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by Thomas Campbell |

Ode to the Memory of Burns

 Soul of the Poet ! wheresoe'er,
Reclaimed from earth, thy genius plume
Her wings of immortality ;
Suspend thy harp in happier sphere,
And with thine influence illume
The gladness of our jubilee.
And fly like fiends from secret spell, Discord and Strife, at Burn's name, Exorcised by his memory ; For he was chief of bards that swell The heart with songs of social flame, And high delicious revelry.
And Love's own strain to him was given, To warble all its ecstacies With Pythian words unsought, unwilled,— Love, the surviving gift of Heaven The choicest sweet of Paradise, In life's else bitter cup distilled.
Who that has melted o'er his lay To Mary's soul, in Heaven above , But pictured sees, in fancy strong, The landscape and the livelong day That smiled upon their mutual love ? Who that has felt forgets the song ? Nor skilled one flame alone to fan: His country's high-souled peasantry What patriot-pride he taught !—how much To weigh the inborn worth of man ! And rustic life and poverty Grow beautiful beneath his touch.
Him, in his clay-built cot, the Muse Entranced, and showed him all the forms, Of fairy-light and wizard gloom, (That only gifted Poet views,) The Genii of the floods and storms, And martial shades from Glory's tomb.
On Bannock-field what thoughts arouse The swain whom Burns's song inspires ! Beat not his Caledonian veins, As o'er the heroic turf he ploughs, With all the spirit of his sires, And all their scorn of death and chains ? And see the Scottish exile, tanned By many a far and foreign clime, Bend o'er his home-born verse, and weep In memory of his native land, With love that scorns the lapse of time, And ties that stretch beyond the deep.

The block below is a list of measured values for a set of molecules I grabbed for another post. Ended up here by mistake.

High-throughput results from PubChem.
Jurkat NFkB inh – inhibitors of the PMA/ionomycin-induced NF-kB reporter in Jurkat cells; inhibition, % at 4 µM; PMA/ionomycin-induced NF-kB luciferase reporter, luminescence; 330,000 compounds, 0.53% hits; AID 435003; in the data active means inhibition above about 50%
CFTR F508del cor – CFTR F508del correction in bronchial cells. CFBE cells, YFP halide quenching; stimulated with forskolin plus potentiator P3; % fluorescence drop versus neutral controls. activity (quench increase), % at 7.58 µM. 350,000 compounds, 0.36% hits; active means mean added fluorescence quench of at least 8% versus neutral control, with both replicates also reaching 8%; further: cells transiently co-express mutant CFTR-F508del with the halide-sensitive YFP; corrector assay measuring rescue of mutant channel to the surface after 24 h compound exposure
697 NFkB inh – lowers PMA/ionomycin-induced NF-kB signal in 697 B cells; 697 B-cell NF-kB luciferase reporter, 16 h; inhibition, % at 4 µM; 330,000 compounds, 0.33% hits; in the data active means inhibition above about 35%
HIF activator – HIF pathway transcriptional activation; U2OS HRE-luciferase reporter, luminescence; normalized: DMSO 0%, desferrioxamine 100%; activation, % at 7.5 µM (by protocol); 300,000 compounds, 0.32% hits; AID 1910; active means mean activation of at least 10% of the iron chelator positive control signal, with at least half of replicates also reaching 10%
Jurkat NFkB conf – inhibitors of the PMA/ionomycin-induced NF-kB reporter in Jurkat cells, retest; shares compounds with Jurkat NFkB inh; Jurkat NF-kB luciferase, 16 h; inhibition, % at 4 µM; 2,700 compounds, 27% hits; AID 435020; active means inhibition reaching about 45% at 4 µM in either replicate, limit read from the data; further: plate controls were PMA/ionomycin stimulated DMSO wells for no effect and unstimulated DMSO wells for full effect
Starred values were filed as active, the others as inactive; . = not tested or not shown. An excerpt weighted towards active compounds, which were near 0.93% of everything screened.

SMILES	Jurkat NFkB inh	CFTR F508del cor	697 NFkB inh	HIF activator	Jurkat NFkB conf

Encamped by Indian rivers wild, The soldier resting on his arms, In Burns's carol sweet recalls The scenes that blessed him when a child, And glows and gladdens at the charms Of Scotia's woods and waterfalls.
O deem not, 'midst this worldly strife, An idle art the Poet brings: Let high Philosophy control, And sages calm the stream of life, 'T is he refines its fountain-springs, The nobler passions of the soul.
It is the muse that consecrates The native banner of the brave, Unfurling, at the trumpet's breath, Rose, thistle, harp ; 't is she elates To sweep the field or ride the wave, A sunburst in the storm of death.
And thou, young hero , when thy pall Is crossed with mournful sword and plume, When public grief begins to fade, And only tears of kindred fall, Who but the bard shall dress thy tomb, And greet with fame thy gallant shade ? Such was the soldier—Burns, forgive That sorrows of mine own intrude In strains to thy great memory due.
In verse like thine, oh ! Could he live, The friend I mourned—the brave—the good Edward that died at Waterloo !* Farewell, high chief of Scottish song ! That couldst alternately impart Wisdom and rapture in thy page, And brand each vice with satire strong, Whose lines are mottoes of the heart? Whose truths electrify the sage.
Farewell ! and ne'er may Envy dare To wring one baleful poison drop From the crushed laurels of thy bust ; But while the lark sings sweet in air, Still may the grateful pilgrim stop, To bless the spot that holds thy dust.


by Thomas Campbell |

Love And Madness

 Hark ! from the battlements of yonder tower
The solemn bell has tolled the midnight hour !
Roused from drear visions of distempered sleep,
Poor Broderick wakes—in solitude to weep !

"Cease, Memory; cease (the friendless mourner cried)
To probe the bosom too severely tried !
Oh ! ever cease, my pensive thoughts, to stray
Through tie bright fields of Fortune's better day,
When youthful Hope, the music of the mind,
Tuned all its charms, and Errington was kind !